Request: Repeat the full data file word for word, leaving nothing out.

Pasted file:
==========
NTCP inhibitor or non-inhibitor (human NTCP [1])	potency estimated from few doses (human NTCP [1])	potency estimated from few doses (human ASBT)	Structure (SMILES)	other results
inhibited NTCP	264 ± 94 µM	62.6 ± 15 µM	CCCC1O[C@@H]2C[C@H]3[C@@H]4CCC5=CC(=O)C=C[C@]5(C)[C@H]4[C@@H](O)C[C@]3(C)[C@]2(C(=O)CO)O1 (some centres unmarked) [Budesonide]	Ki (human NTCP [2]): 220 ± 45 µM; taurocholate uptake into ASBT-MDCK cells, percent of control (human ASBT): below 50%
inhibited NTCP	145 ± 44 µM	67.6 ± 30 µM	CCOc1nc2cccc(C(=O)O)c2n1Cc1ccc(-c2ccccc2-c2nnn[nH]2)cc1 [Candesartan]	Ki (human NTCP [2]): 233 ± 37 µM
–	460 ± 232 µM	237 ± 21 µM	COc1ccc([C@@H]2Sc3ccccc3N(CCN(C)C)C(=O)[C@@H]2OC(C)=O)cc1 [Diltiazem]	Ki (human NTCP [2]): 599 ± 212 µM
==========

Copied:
NTCP inhibitor or non-inhibitor (human NTCP [1])	potency estimated from few doses (human NTCP [1])	potency estimated from few doses (human ASBT)	Structure (SMILES)	other results
inhibited NTCP	264 ± 94 µM	62.6 ± 15 µM	CCCC1O[C@@H]2C[C@H]3[C@@H]4CCC5=CC(=O)C=C[C@]5(C)[C@H]4[C@@H](O)C[C@]3(C)[C@]2(C(=O)CO)O1 (some centres unmarked) [Budesonide]	Ki (human NTCP [2]): 220 ± 45 µM; taurocholate uptake into ASBT-MDCK cells, percent of control (human ASBT): below 50%
inhibited NTCP	145 ± 44 µM	67.6 ± 30 µM	CCOc1nc2cccc(C(=O)O)c2n1Cc1ccc(-c2ccccc2-c2nnn[nH]2)cc1 [Candesartan]	Ki (human NTCP [2]): 233 ± 37 µM
–	460 ± 232 µM	237 ± 21 µM	COc1ccc([C@@H]2Sc3ccccc3N(CCN(C)C)C(=O)[C@@H]2OC(C)=O)cc1 [Diltiazem]	Ki (human NTCP [2]): 599 ± 212 µM